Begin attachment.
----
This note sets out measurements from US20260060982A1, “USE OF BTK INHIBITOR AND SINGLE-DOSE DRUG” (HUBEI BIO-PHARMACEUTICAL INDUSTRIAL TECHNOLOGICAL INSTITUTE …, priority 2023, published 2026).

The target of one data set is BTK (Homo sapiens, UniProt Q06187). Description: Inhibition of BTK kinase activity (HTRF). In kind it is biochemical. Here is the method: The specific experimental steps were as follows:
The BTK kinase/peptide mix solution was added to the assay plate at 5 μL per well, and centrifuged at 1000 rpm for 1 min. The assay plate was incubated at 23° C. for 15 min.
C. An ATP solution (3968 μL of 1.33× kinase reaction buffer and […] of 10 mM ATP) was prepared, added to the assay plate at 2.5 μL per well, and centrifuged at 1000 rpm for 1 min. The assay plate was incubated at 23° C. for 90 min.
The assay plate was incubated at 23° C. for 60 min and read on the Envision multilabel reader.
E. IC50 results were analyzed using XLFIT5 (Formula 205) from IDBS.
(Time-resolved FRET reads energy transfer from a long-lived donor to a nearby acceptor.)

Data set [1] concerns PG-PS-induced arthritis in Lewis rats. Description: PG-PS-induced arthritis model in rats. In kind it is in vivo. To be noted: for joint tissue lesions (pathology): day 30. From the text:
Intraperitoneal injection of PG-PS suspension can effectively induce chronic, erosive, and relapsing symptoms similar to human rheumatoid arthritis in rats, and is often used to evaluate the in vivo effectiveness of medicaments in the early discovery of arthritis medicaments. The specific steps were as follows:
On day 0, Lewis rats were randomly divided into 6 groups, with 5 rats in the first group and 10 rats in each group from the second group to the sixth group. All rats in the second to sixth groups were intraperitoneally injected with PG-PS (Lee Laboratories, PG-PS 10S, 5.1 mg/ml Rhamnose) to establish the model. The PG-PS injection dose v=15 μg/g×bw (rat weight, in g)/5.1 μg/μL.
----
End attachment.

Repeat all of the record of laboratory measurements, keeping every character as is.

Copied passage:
This note sets out measurements from US20260060982A1, “USE OF BTK INHIBITOR AND SINGLE-DOSE DRUG” (HUBEI BIO-PHARMACEUTICAL INDUSTRIAL TECHNOLOGICAL INSTITUTE …, priority 2023, published 2026).

The target of one data set is BTK (Homo sapiens, UniProt Q06187). Description: Inhibition of BTK kinase activity (HTRF). In kind it is biochemical. Here is the method: The specific experimental steps were as follows:
The BTK kinase/peptide mix solution was added to the assay plate at 5 μL per well, and centrifuged at 1000 rpm for 1 min. The assay plate was incubated at 23° C. for 15 min.
C. An ATP solution (3968 μL of 1.33× kinase reaction buffer and […] of 10 mM ATP) was prepared, added to the assay plate at 2.5 μL per well, and centrifuged at 1000 rpm for 1 min. The assay plate was incubated at 23° C. for 90 min.
The assay plate was incubated at 23° C. for 60 min and read on the Envision multilabel reader.
E. IC50 results were analyzed using XLFIT5 (Formula 205) from IDBS.
(Time-resolved FRET reads energy transfer from a long-lived donor to a nearby acceptor.)

Data set [1] concerns PG-PS-induced arthritis in Lewis rats. Description: PG-PS-induced arthritis model in rats. In kind it is in vivo. To be noted: for joint tissue lesions (pathology): day 30. From the text:
Intraperitoneal injection of PG-PS suspension can effectively induce chronic, erosive, and relapsing symptoms similar to human rheumatoid arthritis in rats, and is often used to evaluate the in vivo effectiveness of medicaments in the early discovery of arthritis medicaments. The specific steps were as follows:
On day 0, Lewis rats were randomly divided into 6 groups, with 5 rats in the first group and 10 rats in each group from the second group to the sixth group. All rats in the second to sixth groups were intraperitoneally injected with PG-PS (Lee Laboratories, PG-PS 10S, 5.1 mg/ml Rhamnose) to establish the model. The PG-PS injection dose v=15 μg/g×bw (rat weight, in g)/5.1 μg/μL.